Child Advocates Need More Help

CASA seeks volunteers to safeguard children – and people willing to report abuse, neglect

Children of all ages need an adult to help them when they are put into the court system because of family or personal challenges. That is one role a Court Appointed Special Advocate plays.

Children of all ages need an adult to help them when they are put into the court system because of family or personal challenges. That is one role a Court Appointed Special Advocate plays.


Memorize this: 888-SOS-Child.

Got it? Good. You just made Gila County Court Appointed Special Advocate (CASA) Coordinator Katrisha Stuler very happy.

Stuler wants to use April’s Child Abuse Awareness Month to get as many people as possible to memorize the number for the Child Abuse Hotline and use it if they suspect a child is being abused or neglected. Although using the letter code for 888-767-24453 has an extra number — it will still go through and alert authorities.

“You don’t have to be sure, you just have to have a reasonable suspicion. If we don’t put children first, it will never change.”

Still, she understands some people don’t call for fear of what might happen.

Statistically, Child Protective Services (CPS) very rarely removes a child from the home after a call, but often connects the family with resources to help improve the home.


Katrisha Stuler CASA coordinator

Unlike the over-extended, slow-to-act CPS staff in the Valley, Stuler says Gila County’s CPS workers are very responsive.

Some 10,000 children languish in Arizona’s foster care system due to parental abuse or neglect at any given moment, which includes 80 children in Gila County. Many of those children rely on a CASA-trained volunteer to speak up for them in court.

Children removed from the home as result of abuse or neglect become wards of the court, usually for at least 18 months as the courts ponder if they can return to their homes. During that time, a CASA volunteer shepherds the child through the hearings needed to determine whether to return the child to his or her home. The volunteer goes to court every 60 to 90 days, Stuler said, who shows up on that first visit to help out.

A juvenile court judge appoints a CASA volunteer as the “eyes and ears of the court.” CASA volunteers speak with parents, foster parents, CPS workers, teachers, and more, to help provide valuable information to the judge.

“We put our reports on blue paper and the judges tell me they look for that blue piece of paper when they are looking at a child’s case. Our newest judge has told me ‘I really rely on it,’” Stuler said.

Currently, 25 cases in Gila County need a CASA volunteer — one in northern Gila County and 24 in the Globe area.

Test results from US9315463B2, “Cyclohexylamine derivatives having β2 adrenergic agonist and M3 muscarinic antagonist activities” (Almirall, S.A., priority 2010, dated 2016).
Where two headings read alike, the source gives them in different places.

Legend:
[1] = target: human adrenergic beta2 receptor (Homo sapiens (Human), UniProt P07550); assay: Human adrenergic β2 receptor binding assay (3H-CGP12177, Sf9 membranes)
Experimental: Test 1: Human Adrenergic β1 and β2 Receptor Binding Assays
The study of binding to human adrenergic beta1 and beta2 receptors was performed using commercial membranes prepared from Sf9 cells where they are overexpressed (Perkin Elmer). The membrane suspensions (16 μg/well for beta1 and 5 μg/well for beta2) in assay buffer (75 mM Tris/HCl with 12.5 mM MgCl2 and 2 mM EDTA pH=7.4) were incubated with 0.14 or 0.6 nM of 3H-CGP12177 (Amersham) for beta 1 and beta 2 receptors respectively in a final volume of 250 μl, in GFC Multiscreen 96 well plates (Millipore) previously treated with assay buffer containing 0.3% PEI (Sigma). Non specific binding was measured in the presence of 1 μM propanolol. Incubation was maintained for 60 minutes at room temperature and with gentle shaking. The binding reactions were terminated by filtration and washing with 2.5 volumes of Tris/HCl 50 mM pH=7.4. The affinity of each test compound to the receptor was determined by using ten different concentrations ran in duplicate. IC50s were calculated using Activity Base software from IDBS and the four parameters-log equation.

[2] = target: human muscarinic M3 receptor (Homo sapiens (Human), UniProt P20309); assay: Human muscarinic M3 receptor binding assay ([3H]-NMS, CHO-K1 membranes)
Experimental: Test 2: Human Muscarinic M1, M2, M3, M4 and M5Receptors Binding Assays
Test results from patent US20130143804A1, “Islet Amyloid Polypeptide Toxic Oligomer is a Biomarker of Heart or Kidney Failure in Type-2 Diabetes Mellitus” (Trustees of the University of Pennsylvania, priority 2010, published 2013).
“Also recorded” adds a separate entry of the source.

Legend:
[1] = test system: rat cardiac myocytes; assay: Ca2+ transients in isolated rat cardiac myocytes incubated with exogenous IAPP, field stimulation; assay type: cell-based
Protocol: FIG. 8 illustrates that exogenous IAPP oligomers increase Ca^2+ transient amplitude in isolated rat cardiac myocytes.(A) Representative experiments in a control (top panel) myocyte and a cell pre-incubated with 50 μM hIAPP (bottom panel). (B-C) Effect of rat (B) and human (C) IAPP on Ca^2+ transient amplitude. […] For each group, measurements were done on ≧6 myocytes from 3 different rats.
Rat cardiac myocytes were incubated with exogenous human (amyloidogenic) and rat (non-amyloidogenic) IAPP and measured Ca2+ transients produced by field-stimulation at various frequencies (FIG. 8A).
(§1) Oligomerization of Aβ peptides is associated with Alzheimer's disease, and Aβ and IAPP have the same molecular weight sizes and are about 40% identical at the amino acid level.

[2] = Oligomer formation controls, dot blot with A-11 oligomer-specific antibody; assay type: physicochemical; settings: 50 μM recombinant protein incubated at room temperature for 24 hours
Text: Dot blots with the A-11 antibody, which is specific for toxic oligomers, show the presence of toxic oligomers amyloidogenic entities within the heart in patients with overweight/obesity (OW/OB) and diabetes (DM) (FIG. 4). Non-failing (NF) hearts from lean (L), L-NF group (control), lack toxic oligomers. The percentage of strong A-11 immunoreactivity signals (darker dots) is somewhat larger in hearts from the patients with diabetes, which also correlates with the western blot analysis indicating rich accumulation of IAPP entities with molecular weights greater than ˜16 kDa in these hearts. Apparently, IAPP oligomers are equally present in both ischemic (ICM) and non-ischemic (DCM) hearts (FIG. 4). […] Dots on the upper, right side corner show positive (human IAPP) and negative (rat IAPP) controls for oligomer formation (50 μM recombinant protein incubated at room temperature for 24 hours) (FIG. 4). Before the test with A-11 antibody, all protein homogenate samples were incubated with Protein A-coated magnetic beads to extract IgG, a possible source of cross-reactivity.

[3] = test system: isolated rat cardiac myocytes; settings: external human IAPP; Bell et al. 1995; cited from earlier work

“It is a challenge to recruit CASA volunteers in the Globe area, we only have seven down there. We have 29 in the Payson area. I hope we can cover some of the Globe cases with Payson volunteers,” Stuler said.

Volunteers must undergo a background check, with fingerprints, and complete 32 hours of training. Stuler said some volunteers complete their training in a month, others take two months.

Once they’re trained, some volunteers prefer working with older children; others do better with the younger ones.

If a child has special needs, Stuler tries to find a volunteer with experience in dealing with special needs. She always tries to make the best fit for the child.

CASA volunteers also must work with parents, siblings, grandparents and other relatives of the child during the course of their advocacy.

CASA volunteers need only have a desire to help abused and neglected children. They get training from legal and welfare professionals.

Once assigned to a case, the CASA volunteer reviews records, researches information and talks to everyone involved in the child’s life before making a recommendation to the judge.

“My great love of the program is in the balance I get to see — people are so willing to give so much of themselves for a child and its future compared to those who have done such troubling things to their children. It gives me hope for the future,” Stuler said.

Lottery funds pay for the training, administration and background checks, along with the administrative costs. CASA lacks the funding for gas money or other financial assistance for the volunteers, but does provide moral support and education about resources to the advocates.

Find out more about CASA of Gila County by visiting or call (928) 474-7145.


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